Saturday, 8 February 2020

Paper Prestonpans

I'm a big fan of the Helion Paperboys series of paper soldier books, along with their creator, artist Peter Dennis.  The paper soldiers, buildings and ships are fun and easy to assemble and they look great.  And, finally, last night I even managed to get in a game using them!

I took the forces I'd assembled from the Jacobite '45 book, and a scenario based on the Battle of Prestonpans.  All the paper models used were from this book, including the buildings and the trees, with the exception of the running redcoats, which I downloaded from Helion's website (although I just checked the link, and I was not able to access the Jacobite extras, although other files on that page are still available).  

As you can see, I experimented with different levels of detail with these models.  For some, I took some shortcuts, just folding and gluing the sheets, without cutting out all the detail.  These are still serviceable, but don't look as nice as when the full model is properly cut out.

The houses look just fine, they could likely fit on a game table with metal or plastic figures.

Kevin and Colin joined to take on the roles of Sir John Cope and Lord George Murray.  The rules used were Rebels and Patriots, from Osprey's Lion Rampant series of games, by Dan Mersey and Michael Leck.  Doug joined at the start, with a mini-tactical game where each general was asked to choose from a selection of deployment options.  By cross-referencing the selections, the initial deployment was determined.

Kevin, Colin and I have each played several of the Lion Rampant games, including Lion Rampant, Dragon Rampant, The Men Who Would Be Kings and Pikeman's Lament as well as Rebels and Patriots (RaP).  Each game represents an evolution of the game, with some differences being subtle.  We did our best to keep with the RaP version, although we quite deliberately disregarded the role of the officer (even though each army had a suitable chap on a horse to represent the army leadership).  I initially rated the highlanders as 'aggressive natives' and the Government troops as 'green' line, light cav and artillery.

Using Doug's deployment rules, the two armies started out deployed in neat lines facing each other.

The Jacobite strategy was to charge into contact, and the Government forces tried to shoot them down before they made contact.  The idea was that the green Government troops would be hard pressed to lay down enough fire to suppress the charging Jacobites.  The way things turned out was a bit different.

The Jacobite deployment, after taking some fire from the Government forces.  Paper figures don't look quite so fancy from the side!

Government forces rolled quite well for activation.  They quickly formed close order so that they could pour fire on the approaching Jacobites.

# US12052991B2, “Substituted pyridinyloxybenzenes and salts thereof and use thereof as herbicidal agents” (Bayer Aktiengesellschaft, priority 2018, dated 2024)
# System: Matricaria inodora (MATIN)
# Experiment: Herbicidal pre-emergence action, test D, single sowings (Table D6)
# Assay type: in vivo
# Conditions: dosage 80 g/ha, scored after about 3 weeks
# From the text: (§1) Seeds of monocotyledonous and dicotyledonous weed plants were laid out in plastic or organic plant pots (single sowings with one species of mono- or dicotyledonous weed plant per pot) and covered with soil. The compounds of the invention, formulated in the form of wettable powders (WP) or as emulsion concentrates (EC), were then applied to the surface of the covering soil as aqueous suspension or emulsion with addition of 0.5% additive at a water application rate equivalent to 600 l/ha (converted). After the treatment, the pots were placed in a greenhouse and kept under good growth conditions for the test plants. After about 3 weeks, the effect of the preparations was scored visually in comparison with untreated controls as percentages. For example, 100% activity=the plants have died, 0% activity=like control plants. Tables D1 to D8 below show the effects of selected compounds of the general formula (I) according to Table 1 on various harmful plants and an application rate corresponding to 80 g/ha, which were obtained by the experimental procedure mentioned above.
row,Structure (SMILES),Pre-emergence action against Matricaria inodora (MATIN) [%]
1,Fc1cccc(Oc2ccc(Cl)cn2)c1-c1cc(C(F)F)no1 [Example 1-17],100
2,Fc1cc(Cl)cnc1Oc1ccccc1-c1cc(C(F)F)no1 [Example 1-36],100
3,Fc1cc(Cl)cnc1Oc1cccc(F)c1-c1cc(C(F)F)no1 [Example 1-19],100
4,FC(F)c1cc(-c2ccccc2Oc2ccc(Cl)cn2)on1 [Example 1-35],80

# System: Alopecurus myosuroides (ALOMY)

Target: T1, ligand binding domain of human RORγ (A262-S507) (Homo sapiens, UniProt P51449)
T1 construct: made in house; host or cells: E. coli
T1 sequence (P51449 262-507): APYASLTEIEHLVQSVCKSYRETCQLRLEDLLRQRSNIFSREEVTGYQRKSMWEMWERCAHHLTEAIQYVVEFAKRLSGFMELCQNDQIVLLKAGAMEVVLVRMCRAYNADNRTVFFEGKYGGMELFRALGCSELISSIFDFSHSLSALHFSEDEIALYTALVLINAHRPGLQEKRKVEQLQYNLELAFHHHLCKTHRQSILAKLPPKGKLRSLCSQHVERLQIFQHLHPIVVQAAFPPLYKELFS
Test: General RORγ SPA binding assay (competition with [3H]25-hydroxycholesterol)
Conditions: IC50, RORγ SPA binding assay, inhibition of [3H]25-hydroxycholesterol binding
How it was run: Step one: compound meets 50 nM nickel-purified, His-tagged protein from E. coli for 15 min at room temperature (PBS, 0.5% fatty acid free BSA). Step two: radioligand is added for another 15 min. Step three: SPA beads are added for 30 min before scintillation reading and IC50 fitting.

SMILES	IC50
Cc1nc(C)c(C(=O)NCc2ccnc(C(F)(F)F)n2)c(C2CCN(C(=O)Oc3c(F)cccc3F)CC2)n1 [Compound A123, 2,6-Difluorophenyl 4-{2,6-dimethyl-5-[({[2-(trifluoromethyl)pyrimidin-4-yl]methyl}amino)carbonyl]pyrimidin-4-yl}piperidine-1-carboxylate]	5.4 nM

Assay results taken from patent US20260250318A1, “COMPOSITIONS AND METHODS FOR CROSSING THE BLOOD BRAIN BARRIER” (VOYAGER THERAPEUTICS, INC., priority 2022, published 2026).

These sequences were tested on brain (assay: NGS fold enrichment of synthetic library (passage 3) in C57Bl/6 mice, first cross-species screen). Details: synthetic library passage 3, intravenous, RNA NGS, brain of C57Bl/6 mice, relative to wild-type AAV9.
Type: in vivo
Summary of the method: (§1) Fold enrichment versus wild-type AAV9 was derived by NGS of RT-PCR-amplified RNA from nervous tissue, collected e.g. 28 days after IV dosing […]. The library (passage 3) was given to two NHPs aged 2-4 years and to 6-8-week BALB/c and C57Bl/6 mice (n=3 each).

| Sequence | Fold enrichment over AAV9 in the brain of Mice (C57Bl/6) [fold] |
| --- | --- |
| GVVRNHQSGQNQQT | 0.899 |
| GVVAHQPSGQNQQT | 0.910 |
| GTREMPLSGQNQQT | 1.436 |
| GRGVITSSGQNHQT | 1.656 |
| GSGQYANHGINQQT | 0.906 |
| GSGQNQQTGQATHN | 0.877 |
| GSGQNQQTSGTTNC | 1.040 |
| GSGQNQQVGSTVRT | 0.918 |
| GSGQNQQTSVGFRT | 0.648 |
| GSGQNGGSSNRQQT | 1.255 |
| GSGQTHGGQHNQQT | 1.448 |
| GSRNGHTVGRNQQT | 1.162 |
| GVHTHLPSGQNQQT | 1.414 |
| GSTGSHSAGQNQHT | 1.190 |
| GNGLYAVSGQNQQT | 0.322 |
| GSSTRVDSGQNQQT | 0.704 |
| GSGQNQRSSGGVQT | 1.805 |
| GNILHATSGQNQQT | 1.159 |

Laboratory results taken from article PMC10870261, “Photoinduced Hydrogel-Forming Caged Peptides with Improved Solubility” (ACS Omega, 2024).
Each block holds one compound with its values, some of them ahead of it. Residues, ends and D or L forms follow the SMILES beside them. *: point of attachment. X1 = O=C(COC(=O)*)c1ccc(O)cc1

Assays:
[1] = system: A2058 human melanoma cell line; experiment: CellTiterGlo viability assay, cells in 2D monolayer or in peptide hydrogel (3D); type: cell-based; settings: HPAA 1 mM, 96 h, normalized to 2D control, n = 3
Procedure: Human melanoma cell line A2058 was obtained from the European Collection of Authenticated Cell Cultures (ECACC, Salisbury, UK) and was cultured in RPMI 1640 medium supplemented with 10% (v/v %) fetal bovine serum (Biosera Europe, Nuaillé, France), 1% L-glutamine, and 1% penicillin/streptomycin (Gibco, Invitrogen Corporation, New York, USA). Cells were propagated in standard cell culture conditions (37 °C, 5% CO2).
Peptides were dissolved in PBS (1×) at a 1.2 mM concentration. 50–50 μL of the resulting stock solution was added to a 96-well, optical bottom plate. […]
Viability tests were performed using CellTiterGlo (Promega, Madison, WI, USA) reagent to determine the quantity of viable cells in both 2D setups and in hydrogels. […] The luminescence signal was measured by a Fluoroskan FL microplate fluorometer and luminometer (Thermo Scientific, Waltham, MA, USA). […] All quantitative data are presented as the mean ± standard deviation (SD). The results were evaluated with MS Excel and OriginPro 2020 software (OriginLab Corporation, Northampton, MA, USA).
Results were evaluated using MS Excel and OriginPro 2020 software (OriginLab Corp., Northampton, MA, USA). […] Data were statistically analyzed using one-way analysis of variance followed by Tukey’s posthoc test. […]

Jacobites, on the other hand, were plagued by rolls like this for their activation, leaving them under Government fire for extended periods of fire.

Eventually some of the depleted Jacobites made contact with the Government line.

Even in their reduced state, the Jacobites were able to put a pounding on the Government line, but it turned out to be too little, too late.

As the first game went quickly, we did a quick assessment, and tried again!  Jacobites were given +1 discipline to reflect their enthusiasm to get stuck in, and the Government troops, being poorly trained, were not allowed to form close order. Kevin and Colin changed sides.  This time, Doug's deployment resulted in the Government forces lined up facing west to the expected arrival of the Jacobite army, while the Jacobites (as in the real battle) managed to sneak around Johnnie Cope's flank to launch their attack.

The Jacobites advanced through the marshy ground, while the Cope's army hurried to redeploy.

This time, Cope's Government forces were overwhelmed by the Jacobites.  The cannon, which was so devastating in the first game, barely got off a shot before being overrun.  

A couple of thoughts on Rebels and Patriots:  each iteration of the Lion Rampant engine develops the system a bit further.  I'm quite pleased with the way RaP works, keeps things simple and moving quickly.  It avoids some of the fussiness of TMWWBK.  I like that commands are likely to be followed early in the battle (even though a bit of confusion would have been historically accurate for Cope's green army!), but then things get harder as the battle progresses and units start to get worn down.


  1. Lovely units Willima, never played with paper but very tempting!

  2. Paper figures are quick and easy to assemble. We just treated each base of figures as two actual figures for RaP purposes. Great way to get an army on the table quickly and cheaply 8^)